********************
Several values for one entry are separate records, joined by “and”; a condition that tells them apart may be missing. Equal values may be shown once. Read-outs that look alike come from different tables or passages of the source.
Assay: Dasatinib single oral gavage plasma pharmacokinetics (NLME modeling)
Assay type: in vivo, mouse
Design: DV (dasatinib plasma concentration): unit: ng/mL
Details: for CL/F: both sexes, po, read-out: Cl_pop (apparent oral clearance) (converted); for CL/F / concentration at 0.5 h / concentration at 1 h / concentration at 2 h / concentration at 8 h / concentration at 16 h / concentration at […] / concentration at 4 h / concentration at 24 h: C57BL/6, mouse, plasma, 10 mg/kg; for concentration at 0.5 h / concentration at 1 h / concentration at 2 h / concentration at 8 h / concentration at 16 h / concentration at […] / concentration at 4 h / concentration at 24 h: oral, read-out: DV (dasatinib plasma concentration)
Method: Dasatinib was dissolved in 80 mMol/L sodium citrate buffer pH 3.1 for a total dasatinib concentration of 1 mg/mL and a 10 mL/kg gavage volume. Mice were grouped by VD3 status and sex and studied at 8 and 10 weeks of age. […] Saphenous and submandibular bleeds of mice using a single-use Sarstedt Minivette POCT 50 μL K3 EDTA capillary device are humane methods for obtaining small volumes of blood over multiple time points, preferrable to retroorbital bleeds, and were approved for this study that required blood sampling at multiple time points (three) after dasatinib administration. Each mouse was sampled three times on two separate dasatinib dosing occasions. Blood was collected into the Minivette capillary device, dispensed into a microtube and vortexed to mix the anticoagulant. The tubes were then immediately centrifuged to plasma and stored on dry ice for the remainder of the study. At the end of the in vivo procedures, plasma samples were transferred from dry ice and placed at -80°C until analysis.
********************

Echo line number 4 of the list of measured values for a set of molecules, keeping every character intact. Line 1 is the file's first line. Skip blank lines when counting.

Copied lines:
Design: DV (dasatinib plasma concentration): unit: ng/mL